Arithmetic Sequences Homework

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Solutions, examples, videos, worksheets, and activities to help Algebra II students learn about arithmetic sequences.

The following figure gives the formula to find the nth term of an arithmetic sequence. Scroll down the page for more examples and solutions.

Arithmetic Sequences
A list of numbers that follows a rule is called a sequence. Sequences whose rule is the addition of a constant are called arithmetic sequences, similar to geometric sequences that follow a rule of multiplication. Homework problems on arithmetic sequences often ask us to find the nth term of a sequence using a formula. Arithmetic sequences are important to understanding arithmetic series.
How to find the general term of an arithmetic sequence? Introduction to arithmetic sequences
Determine the nth term of an arithmetic sequence.
Determine the common difference of an arithmetic sequence.
Determine the formula for an arithmetic sequence.
An arithmetic sequence is a sequence that has the pattern of adding a constant to determine consecutive terms. We say arithmetic sequences have a common difference.
1. A sequence is a function. What is the domain and range of the following sequence?
2. Given the formula for the arithmetic sequence, determine the first 3 terms and then the 8th term. Also state the common difference.
an = -4n + 3
3. Given the arithmetic sequence, determine the formula and the 12th term.
-2,1.5,5,8.5,12,15.5, ...
Quick Introduction to Arithmetic Sequences
What an arithmetic sequence is with a few examples.
An arithmetic sequence is a sequence where succeeding terms in the sequence differ by a constant amount.
Determine which of the following sequences are arithmetic. If they are arithmetic, give the value of 'd'.
3,8,13,18,23,28,33, ...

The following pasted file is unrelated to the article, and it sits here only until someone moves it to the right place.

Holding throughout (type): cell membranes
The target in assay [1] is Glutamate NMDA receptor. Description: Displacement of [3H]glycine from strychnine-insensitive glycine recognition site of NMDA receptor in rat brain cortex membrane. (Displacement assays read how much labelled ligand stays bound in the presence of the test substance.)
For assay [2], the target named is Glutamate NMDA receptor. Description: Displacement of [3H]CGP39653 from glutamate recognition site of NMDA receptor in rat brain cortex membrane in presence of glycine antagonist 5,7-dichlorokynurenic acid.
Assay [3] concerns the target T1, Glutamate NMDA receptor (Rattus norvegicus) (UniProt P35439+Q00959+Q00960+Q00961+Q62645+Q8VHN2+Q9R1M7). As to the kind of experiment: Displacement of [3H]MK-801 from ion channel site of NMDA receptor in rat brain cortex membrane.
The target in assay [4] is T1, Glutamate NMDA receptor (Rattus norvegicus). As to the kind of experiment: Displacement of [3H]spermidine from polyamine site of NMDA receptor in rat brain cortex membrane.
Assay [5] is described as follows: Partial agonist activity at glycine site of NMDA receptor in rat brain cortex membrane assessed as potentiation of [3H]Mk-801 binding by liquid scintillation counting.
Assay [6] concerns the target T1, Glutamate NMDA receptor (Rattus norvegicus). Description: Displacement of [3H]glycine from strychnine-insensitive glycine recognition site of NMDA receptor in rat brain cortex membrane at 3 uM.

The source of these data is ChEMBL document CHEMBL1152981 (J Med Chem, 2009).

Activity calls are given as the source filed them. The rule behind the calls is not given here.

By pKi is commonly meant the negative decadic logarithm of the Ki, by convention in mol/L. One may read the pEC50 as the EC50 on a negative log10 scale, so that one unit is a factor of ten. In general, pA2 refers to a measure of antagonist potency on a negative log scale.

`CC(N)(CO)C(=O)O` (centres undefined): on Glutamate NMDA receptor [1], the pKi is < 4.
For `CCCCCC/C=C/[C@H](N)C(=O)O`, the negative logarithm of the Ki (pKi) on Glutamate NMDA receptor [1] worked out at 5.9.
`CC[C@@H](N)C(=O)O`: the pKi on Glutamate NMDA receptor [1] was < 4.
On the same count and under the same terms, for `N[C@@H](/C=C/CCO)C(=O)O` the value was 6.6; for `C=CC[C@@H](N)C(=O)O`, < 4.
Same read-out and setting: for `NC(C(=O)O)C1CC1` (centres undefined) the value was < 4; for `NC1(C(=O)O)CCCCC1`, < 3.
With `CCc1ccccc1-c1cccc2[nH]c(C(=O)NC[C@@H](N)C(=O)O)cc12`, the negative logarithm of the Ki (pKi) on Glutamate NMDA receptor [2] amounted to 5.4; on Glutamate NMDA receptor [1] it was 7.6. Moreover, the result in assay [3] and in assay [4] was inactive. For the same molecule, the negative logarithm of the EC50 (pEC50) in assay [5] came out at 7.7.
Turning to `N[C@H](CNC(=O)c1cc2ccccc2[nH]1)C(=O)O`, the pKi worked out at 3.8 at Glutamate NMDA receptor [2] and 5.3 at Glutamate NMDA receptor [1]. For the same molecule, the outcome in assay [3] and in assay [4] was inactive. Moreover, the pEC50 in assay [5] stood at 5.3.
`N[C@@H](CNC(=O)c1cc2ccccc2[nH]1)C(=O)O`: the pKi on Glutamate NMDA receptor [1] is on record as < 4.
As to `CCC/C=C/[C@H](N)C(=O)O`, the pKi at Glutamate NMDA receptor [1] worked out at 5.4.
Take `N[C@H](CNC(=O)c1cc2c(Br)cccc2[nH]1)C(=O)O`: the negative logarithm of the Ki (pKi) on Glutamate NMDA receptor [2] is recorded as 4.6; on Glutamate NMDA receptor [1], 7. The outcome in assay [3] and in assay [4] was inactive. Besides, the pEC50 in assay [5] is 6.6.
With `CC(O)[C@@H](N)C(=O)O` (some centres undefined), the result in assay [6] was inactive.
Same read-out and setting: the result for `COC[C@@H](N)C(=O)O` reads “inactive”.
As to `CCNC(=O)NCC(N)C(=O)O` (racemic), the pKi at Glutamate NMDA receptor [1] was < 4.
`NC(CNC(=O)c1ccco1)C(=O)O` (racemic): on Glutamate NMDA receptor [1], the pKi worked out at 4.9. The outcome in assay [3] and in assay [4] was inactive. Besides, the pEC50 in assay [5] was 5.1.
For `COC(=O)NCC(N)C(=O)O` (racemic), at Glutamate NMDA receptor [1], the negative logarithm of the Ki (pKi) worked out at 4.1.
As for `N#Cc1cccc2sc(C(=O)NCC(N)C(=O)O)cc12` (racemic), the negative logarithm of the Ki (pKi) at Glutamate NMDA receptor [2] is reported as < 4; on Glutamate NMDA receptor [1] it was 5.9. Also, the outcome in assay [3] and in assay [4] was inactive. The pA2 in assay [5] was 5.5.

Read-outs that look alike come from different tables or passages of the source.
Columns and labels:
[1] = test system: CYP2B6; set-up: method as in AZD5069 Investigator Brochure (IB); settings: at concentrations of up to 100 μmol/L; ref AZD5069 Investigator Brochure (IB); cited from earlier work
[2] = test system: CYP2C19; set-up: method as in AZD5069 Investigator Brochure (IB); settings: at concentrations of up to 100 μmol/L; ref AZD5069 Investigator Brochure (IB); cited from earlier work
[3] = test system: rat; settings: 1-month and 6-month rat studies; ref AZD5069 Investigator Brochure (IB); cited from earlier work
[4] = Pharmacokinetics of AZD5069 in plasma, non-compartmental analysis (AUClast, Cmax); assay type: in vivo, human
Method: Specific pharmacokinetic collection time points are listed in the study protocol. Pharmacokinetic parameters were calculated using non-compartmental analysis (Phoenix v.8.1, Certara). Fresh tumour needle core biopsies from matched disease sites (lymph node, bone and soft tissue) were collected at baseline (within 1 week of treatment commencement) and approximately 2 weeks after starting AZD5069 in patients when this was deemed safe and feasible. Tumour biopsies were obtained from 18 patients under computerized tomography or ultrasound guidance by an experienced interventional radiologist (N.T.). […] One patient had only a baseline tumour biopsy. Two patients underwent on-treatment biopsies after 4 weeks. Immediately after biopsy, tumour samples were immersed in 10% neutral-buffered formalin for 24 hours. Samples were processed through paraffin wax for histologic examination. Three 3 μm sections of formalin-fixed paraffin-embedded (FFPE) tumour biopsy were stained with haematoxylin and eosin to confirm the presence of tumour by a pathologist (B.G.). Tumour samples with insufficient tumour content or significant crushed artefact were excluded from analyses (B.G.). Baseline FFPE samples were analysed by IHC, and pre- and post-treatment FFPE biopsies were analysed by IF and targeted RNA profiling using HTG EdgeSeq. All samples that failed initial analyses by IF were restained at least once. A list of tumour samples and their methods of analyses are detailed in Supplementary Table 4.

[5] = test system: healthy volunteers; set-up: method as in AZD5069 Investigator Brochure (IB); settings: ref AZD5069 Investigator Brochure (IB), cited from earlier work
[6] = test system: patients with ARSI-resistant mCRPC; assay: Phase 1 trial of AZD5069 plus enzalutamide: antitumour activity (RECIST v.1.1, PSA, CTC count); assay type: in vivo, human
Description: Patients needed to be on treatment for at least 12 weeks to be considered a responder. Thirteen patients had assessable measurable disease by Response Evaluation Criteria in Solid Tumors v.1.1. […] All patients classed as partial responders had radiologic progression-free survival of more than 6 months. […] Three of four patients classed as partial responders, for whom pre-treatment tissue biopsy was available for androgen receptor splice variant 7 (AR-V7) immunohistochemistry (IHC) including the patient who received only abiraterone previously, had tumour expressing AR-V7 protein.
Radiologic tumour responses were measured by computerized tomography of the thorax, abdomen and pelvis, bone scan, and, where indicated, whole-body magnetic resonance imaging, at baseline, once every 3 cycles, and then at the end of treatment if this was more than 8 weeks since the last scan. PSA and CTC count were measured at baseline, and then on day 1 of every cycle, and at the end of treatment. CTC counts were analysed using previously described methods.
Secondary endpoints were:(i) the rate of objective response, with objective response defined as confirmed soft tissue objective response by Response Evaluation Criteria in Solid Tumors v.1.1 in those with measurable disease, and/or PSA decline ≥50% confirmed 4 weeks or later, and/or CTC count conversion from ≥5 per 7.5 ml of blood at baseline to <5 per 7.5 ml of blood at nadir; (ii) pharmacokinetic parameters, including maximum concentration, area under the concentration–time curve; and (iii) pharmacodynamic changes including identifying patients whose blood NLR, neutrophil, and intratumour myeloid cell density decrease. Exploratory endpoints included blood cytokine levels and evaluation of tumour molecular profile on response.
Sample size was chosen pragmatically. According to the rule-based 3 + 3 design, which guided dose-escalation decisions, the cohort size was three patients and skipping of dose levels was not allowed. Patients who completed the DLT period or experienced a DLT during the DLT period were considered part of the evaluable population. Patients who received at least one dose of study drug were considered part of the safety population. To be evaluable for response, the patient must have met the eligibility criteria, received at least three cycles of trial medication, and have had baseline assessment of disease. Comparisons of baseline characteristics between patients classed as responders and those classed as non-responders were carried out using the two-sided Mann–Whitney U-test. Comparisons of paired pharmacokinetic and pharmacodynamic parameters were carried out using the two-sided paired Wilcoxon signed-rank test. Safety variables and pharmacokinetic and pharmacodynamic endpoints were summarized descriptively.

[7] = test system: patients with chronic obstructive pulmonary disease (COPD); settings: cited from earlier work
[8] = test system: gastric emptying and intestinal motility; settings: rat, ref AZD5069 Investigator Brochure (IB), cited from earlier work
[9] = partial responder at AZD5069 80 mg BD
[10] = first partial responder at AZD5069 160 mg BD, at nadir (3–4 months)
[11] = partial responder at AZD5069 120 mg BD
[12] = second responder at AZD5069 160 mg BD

-.7, -1.7, -2.7, -3.7, -4.7, ...
1.6,2.2,2.8,3.3,3.9,4.5, ...
4/3,5/3,2,7/3,8/3,3, ...
Arithmetic Sequences and Partial Sums
An arithmetic sequence may be thought of as a linear function whose domain is the set of natural numbers.
an = dn + c
The y-intercept is not the first term of the sequence.
c = a1 - d
a0 = dn + a1 - d
1. Find a formula for the nth term of the arithmetic sequence whose common difference is 3 and whose first term is 2.
2. The fourth term of an arithmetic sequence is 20, and the 13th term is 65. Write the first 6 terms of the sequence.
3. Find the 9th term of the arithmetic sequence that begins with 2 and 9.
4. Find the sum of the first 9 natural numbers.
5. Fin the sum of the finite arithmetic sequence
6. Find the sum of integers from
a) 1 to 100
b) 1 to N
7. Find the sum of the first 150 terms of the sequence 5,16,27,38,49, ...
Arithmetic Sequence
Find the common difference and the term named in the problem in the following arithmetic sequence.
-16, -18, -20, -22, ...

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Product Description

Algebra I - Arithmetic Sequences
Common Core Aligned Lesson Plan with Homework

This lesson plan includes:
-Lecture Notes (PDF, PowerPoint, and SMART Notebook)
-Blank Lecture Notes (PDF and SMART Notebook)
-Homework (PDF)
-Answer Key (PDF)

You do not need to have PowerPoint or SMART Notebook to receive the full benefits of this product. There are also PDF versions included!

Lesson Objectives:
-Recognize arithmetic sequences.
-Extend arithmetic sequences and write the formula that represents the sequence.
-Relate arithmetic sequences to linear functions.

Common Core Standards:
F.BF.2 - Write arithmetic and geometric sequences both recursively and with an explicit formula, use them to model situations, and translate between the two forms.
F.LE.2 - Construct linear and exponential functions including arithmetic and geometric sequences, given a graph, a description of a relationship, or two input- output pairs.

----Chapter: Sequences and Variation----

Related Content
Geometric Sequences
Sequences and Variation Lesson Plan Bundle
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The Common Core Standards were written and developed by The National Governors Association Center for Best Practices and Council of Chief State School Officers. © Copyright 2010. National Governors Association Center for Best Practices and Council of Chief State School Officers. All rights reserved.

This product is the work of Ashley Spencer (“Infinitely Pi Learning”). It is intended to support the implementation of the Common Core Standards. Any claim of alignment is the personal opinion of Ashley Spencer (“Infinitely Pi Learning”) and is not necessarily the opinion of the National Governors Association Center for Best Practices and Council of Chief State School Officers. No approval by, nor the association with, the creators of the Common Core Standards is intended or implied.

Total Pages

Lecture - 8, HW - 2

Teaching Duration

30 minutes

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